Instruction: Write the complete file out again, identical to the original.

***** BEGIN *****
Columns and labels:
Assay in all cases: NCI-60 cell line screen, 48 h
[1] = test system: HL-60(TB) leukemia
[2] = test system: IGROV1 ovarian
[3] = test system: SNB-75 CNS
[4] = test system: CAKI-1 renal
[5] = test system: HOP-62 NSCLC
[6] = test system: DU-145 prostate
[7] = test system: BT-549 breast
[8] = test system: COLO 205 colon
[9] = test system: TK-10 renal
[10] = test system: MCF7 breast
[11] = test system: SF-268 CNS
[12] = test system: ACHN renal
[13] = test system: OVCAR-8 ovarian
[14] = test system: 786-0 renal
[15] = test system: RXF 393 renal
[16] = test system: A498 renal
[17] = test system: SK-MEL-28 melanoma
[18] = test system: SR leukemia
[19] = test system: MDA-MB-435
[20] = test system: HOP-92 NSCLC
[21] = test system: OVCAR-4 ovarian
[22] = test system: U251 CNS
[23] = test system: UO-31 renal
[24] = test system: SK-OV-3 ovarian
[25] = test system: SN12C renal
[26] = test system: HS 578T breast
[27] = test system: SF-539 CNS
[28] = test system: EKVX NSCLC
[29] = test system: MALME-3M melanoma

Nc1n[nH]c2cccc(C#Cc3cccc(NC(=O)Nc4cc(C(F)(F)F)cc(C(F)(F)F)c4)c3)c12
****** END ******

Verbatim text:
Columns and labels:
Assay in all cases: NCI-60 cell line screen, 48 h
[1] = test system: HL-60(TB) leukemia
[2] = test system: IGROV1 ovarian
[3] = test system: SNB-75 CNS
[4] = test system: CAKI-1 renal
[5] = test system: HOP-62 NSCLC
[6] = test system: DU-145 prostate
[7] = test system: BT-549 breast
[8] = test system: COLO 205 colon
[9] = test system: TK-10 renal
[10] = test system: MCF7 breast
[11] = test system: SF-268 CNS
[12] = test system: ACHN renal
[13] = test system: OVCAR-8 ovarian
[14] = test system: 786-0 renal
[15] = test system: RXF 393 renal
[16] = test system: A498 renal
[17] = test system: SK-MEL-28 melanoma
[18] = test system: SR leukemia
[19] = test system: MDA-MB-435
[20] = test system: HOP-92 NSCLC
[21] = test system: OVCAR-4 ovarian
[22] = test system: U251 CNS
[23] = test system: UO-31 renal
[24] = test system: SK-OV-3 ovarian
[25] = test system: SN12C renal
[26] = test system: HS 578T breast
[27] = test system: SF-539 CNS
[28] = test system: EKVX NSCLC
[29] = test system: MALME-3M melanoma

Nc1n[nH]c2cccc(C#Cc3cccc(NC(=O)Nc4cc(C(F)(F)F)cc(C(F)(F)F)c4)c3)c12